Injective and Surjective Linear Maps

# Injective and Surjective Linear Maps

We will now look at two important types of linear maps - maps that are injective, and maps that are surjective, both of which terms are analogous to that of regular functions.

## Injective Linear Maps

 Definition: A linear map $T \in \mathcal L (V, W)$ is said to be Injective or One-to-One if whenever $T(u) = T(v)$ ($u, v \in V$), then $u = v$.

Therefore, a linear map $T$ is injective if every vector from the domain $V$ maps to a unique vector in the codomain $W$.

For example, consider the identity map $I \in \mathcal L (V, V)$ defined by $T(v) = v$ for all $v \in V$. This linear map is injective. Suppose that $T(u) = T(v)$. Then since $T(u) = u$ and $T(v) = v$ we have that $u = v$.

In general, to show that a linear map $T$ is injective we must assume that $T(u) = T(v)$ and then show this assumption implies that $u = v$. Though, there is another way…

The following lemma will provide us with an easy way to determine whether a linear map $T$ is injective or not.

 Lemma 1: If $T \in \mathcal L (V, W)$, then the linear map $T$ is injective if and only if $\mathrm{null} (T) = \{ 0 \}$.
• Proof: $\Rightarrow$ Suppose that $T$ is injective. We want to show that $\mathrm{null} (T) = \{ 0 \}$. We will do this by showing that $\{ 0 \} \subseteq \mathrm{null} (T)$ and $\mathrm{null} (T) \subseteq \{ 0 \}$.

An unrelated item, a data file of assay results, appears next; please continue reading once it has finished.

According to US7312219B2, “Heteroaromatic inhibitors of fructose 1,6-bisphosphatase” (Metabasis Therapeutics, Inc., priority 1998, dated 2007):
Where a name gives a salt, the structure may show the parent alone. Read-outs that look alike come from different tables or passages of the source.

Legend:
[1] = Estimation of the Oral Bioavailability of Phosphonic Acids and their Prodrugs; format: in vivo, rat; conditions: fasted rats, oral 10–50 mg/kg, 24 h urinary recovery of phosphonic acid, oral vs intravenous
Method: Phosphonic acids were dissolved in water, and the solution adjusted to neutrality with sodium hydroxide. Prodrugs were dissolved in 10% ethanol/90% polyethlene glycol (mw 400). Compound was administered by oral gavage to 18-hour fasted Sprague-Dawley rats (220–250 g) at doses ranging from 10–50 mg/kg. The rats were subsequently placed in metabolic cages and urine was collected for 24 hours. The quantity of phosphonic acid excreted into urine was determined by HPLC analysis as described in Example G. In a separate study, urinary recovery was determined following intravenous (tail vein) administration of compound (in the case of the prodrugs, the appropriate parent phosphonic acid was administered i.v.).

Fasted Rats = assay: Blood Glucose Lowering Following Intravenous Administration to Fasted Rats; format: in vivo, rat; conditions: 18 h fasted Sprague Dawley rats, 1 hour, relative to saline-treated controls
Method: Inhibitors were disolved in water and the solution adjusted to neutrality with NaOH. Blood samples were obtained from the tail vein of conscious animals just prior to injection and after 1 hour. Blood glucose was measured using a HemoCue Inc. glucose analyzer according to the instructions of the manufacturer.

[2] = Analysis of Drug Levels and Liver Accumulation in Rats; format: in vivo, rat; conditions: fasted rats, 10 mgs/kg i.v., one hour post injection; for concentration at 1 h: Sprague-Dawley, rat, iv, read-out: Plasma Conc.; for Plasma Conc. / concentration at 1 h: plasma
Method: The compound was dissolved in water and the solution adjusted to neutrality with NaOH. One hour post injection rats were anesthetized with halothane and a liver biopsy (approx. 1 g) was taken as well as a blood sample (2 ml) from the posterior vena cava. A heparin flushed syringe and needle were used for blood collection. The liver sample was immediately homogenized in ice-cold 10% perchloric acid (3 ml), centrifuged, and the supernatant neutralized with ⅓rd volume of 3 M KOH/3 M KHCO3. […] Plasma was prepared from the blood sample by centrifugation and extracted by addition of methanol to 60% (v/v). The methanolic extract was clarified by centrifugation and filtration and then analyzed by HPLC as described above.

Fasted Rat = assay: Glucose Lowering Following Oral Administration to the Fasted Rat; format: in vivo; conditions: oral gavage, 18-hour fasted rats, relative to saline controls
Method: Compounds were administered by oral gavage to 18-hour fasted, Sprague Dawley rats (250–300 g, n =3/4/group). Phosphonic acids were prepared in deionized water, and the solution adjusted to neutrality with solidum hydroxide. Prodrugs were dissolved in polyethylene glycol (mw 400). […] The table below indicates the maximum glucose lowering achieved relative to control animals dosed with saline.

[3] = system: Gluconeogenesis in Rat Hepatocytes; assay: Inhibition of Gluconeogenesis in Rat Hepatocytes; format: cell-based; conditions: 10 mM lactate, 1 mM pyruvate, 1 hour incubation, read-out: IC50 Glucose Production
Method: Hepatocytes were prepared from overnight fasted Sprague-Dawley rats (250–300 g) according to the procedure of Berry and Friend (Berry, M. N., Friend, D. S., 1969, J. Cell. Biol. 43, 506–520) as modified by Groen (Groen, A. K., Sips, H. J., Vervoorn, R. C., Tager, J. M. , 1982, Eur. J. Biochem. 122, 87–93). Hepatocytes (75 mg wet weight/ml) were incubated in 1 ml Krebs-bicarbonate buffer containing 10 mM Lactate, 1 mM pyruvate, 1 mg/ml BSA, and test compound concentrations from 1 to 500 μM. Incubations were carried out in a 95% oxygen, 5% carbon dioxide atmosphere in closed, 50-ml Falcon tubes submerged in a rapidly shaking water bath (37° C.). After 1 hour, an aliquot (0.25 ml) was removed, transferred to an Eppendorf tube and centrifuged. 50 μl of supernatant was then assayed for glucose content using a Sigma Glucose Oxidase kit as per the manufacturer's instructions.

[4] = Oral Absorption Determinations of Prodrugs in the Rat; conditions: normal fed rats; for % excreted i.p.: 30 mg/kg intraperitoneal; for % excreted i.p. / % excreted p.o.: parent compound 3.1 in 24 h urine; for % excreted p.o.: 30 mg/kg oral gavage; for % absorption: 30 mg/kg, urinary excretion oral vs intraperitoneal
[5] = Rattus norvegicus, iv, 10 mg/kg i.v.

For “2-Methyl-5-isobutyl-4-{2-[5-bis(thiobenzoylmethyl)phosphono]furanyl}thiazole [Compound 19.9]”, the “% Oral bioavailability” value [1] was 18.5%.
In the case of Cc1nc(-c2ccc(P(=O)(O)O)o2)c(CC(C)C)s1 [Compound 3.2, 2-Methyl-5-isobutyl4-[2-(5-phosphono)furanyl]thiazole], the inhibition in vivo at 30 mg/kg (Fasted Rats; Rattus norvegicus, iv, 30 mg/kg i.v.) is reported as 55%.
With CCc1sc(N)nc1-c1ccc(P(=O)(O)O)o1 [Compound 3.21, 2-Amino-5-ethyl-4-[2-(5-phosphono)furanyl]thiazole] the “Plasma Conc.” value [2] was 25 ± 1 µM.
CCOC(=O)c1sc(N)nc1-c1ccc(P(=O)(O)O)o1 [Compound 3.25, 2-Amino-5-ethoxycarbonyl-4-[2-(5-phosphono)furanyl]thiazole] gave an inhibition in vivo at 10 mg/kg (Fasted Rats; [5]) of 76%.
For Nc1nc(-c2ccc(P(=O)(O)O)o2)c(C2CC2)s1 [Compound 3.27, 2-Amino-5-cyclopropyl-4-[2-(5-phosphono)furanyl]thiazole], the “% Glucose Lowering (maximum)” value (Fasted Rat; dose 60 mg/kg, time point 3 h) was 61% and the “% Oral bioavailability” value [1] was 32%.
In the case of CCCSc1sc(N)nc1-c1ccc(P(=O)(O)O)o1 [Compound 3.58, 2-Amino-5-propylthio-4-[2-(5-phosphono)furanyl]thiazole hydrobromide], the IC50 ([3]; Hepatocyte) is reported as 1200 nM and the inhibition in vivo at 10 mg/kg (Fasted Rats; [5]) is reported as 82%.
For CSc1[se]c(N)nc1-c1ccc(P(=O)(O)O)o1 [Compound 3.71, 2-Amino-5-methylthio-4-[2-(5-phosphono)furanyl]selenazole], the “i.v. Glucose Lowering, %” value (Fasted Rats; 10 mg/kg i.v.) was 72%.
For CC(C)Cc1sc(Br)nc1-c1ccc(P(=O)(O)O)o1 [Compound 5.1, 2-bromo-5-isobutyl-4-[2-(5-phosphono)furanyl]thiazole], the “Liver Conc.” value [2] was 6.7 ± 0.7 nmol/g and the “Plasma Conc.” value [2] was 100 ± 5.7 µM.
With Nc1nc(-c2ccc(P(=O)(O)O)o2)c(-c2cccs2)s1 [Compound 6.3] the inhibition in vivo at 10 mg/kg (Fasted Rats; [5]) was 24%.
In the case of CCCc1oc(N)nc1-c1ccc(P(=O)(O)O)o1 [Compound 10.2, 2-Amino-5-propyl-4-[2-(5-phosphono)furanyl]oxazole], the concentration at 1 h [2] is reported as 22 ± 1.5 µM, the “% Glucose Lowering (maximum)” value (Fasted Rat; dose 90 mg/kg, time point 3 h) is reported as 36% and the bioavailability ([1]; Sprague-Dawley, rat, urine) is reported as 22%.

• We already know that $\{ 0 \} \subseteq \mathrm{null} (T)$ since we've already verified that the zero vector $0_V \in V$ is mapped to the zero vector $0_W \in W$. Now suppose that $v \in \mathrm{null} (T)$. Then by the definition of the null space of $T$ we have that $T(v) = 0$. But we also have that $T(0) = 0$. Therefore $T(v) = T(0)$. Since $T$ is injective, this implies that $v = 0$, and so $v \in \mathrm{null} (T)$, so $\mathrm{null} (T) \subseteq \{ 0 \}$. Therefore we conclude that $\mathrm{null} (T) = \{ 0 \}$
• $\Leftarrow$ Suppose that $\mathrm{null} (T) = \{ 0 \}$. We want to show that $T$ is injective. Let $u, v \in V$ and suppose that $T(u) = T(v)$. Then $T(u) - T(v) = 0$. Since $T$ is a linear map we have that $T(u) - T(v) = T(u - v) = 0$. Now this implies that $(u - v) \in \mathrm{null} (T) = \{ 0 \}$ and so $u - v = 0$. Therefore $u = v$, and so by the definition, $T$ is injective. $\blacksquare$

## Surjective Linear Maps

 Definition: A linear map $T \in \mathcal L (V, W)$ is said to be Surjective or Onto if $\mathrm{range} (T) = W$, that is for every vector $w \in W$ there exists a vector $v \in V$ such that $w = T(v)$.

One such example of a surjective linear map is the linear map for polynomial differentiation $T \in \mathcal L (\wp (\mathbb{R}), \wp (\mathbb{R}))$ defined by $T(p(x)) = p'(x)$. This map is surjective since any polynomial $q(x) = a_0 + a_1x + a_2x^2 + ..$ is anti-differentiable to a polynomial $p(x) \in \wp (\mathbb{R})$, and so for any $q(x)$ there exists a $p(x)$ such that $T(p(x)) = p'(x) = q(x)$.

In general, to show that a linear map $T$ is surjective we must show that for any vector $w \in W$ there exists a vector $v$ that maps to $w$ under $T$.